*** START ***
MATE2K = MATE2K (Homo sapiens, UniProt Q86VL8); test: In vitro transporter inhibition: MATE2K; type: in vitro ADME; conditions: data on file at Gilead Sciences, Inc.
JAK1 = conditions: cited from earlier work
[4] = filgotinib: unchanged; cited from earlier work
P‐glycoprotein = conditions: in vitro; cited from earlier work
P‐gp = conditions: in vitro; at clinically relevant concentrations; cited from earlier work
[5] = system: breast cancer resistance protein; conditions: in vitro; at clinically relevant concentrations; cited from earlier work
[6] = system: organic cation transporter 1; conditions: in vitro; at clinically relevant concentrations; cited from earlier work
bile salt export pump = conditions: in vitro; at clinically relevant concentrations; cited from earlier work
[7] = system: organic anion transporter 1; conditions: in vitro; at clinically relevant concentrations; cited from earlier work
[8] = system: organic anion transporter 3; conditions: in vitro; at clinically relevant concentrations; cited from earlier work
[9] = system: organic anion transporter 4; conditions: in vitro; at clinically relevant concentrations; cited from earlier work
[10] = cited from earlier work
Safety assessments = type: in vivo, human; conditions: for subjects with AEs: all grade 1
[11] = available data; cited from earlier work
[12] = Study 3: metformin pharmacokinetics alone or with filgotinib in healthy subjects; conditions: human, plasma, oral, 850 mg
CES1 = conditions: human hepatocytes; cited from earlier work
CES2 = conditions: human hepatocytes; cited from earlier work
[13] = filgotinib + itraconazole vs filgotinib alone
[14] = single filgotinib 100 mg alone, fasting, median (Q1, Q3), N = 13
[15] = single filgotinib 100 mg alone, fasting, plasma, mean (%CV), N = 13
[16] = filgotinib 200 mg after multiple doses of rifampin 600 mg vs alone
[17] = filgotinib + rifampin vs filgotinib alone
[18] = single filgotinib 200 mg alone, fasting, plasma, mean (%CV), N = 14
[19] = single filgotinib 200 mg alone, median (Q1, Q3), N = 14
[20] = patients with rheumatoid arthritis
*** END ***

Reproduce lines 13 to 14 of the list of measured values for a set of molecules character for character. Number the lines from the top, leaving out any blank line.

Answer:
Safety assessments = type: in vivo, human; conditions: for subjects with AEs: all grade 1
[11] = available data; cited from earlier work